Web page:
Remarks by Mr. Prasad Kariyawasam, Secretary to the Ministry of Foreign Affairs at the ceremony to mark the 73rd United Nations Day, held at the United Nations office in Colombo on 25 October 2018
Secretary to the Ministry of Foreign Affairs, Mr. Prasad Kariywasama, delivers remarks at the 73rd United Nations Day ceremony
Ms. Hanaa Singer, UN Resident Coordinator and UNDP Representative in Sri Lanka,
Staff of the UN Country Team in Sri Lanka,
Ladies and Gentlemen,
I consider it a special honour to represent the Government of Sri Lanka to mark the United Nations Day with the UN Country Team, today. This is because it is not only the 73rd Anniversary of the United Nations and the 63rd anniversary of Sri Lanka’s membership in the UN that we commemorate today, but the memory of a very special individual, Ms. Una McCaulay, who made a significant contribution to the UN-Sri Lanka partnership.
I feel privileged to have been invited by you to unveil the “Una McCauley Conference Room” here at the United Nations Office in Colombo. Her memory, as most of you who worked with her know, will always live in the hearts and minds of the people she touched and worked with during her long years of service here as the UNICEF Representative and thereafter as UN Resident Coordinator. Dedicating this Conference Room in her memory, I think, is an important and most appropriate gesture. Her name will now be associated with a place for people to meet; share their ideas and views; a place that facilitates debate, reasoning and the seeking of solutions. This is so much a part of what Una stood for.
Ladies and Gentlemen,
73 years after the signature of the Charter of the United Nations on 24th October 1945, the world is faced with crises and situations which seem daunting. Addressing the opening of the General Debate on 25th September, Secretary-General António Guterres drew the attention of the UN Member States to the dangers faced by the world.
“Today, world order is increasingly chaotic. Power relations are less clear. Universal values are being eroded. Democratic principles are under siege. The rule of law is being undermined. Impunity is on the rise as leaders and states push the boundaries at home and in the international arena. We face a set of paradoxes. The world is more connected, yet societies are becoming more fragmented. Multilateralism is under fire precisely when we need it most.”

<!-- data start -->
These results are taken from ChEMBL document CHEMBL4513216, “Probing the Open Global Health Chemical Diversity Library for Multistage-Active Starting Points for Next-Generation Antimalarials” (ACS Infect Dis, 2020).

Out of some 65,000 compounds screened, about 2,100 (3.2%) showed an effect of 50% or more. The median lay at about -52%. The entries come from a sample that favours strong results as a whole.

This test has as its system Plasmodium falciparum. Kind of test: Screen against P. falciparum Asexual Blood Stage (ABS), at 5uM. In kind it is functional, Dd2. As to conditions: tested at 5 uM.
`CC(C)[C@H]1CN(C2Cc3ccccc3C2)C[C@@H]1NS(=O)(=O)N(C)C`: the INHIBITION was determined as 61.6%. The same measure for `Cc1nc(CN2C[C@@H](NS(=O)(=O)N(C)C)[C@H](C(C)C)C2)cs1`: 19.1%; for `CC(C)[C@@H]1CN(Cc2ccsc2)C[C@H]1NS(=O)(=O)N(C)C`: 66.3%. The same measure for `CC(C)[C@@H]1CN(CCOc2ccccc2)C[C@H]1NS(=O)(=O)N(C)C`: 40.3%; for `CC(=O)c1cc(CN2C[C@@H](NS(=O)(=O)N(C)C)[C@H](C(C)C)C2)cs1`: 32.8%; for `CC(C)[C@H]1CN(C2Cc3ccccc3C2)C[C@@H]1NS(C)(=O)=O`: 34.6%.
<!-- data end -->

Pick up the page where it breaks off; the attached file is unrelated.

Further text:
Ladies and Gentlemen,
The challenges that are before us are indeed daunting. But it is precisely at times like this that we must not lose faith. It is precisely at times like this that we must each renew our individual commitment to universal values, the need to focus on the sense of our “common humanity”, do our part, each one of us, in making adjustments in our own lives, by influencing others, by speaking up and by taking action.
-Whether it is in the responsible disposal of garbage;
-arresting climate change;
-reducing our carbon footprint;
-standing up for human rights;
-advocating for the right to education and healthcare;
-combating human or drug trafficking or wildlife trading;
-protecting our environment and growing more trees;
-creating peaceful societies and contributing to sustaining peace, stability and reconciliation in our own country, which is essential for economic development and prosperity for all.
Sri Lanka’s commitment and respect for the Charter of the United Nations, multilateralism, the rules-based world order, the SDGs, the Paris Climate Agreement, and the pursuit of clean energy, are clear. Our vision is to create a peaceful, stable, reconciled, and prosperous nation for all our citizens, while as a Nation State we respect and do our part in preserving the rules-based order, both nationally and internationally.
Ours is not an easy journey, especially considering our conflict afflicted past. It is not an easy journey to reach our objective of “never again” through reconciliation and sustainable development with a distinct peace dividend. We need all the support we can get, and we value deeply in this regard, the work of the United Nations in Sri Lanka. Your dedicated effort in supporting the work of the Government is deeply appreciated, and I take this opportunity to thank each and every one of you for your service.
I want to also take a moment to extend our appreciation to the entire UN family across the world, including the UN Peacekeepers, who work with dedication, often placing their lives at serious risk, with the vision and hope of making the world a better place for all.
Ms. Hanaa Singer, UN Country Representative to Sri Lanka, and Mr. Prasad Kariyawasam, Secretary, MFA, declare open the 'Una Mcauley Conference Room' at the UN Country Office, Colombo, Sri Lanka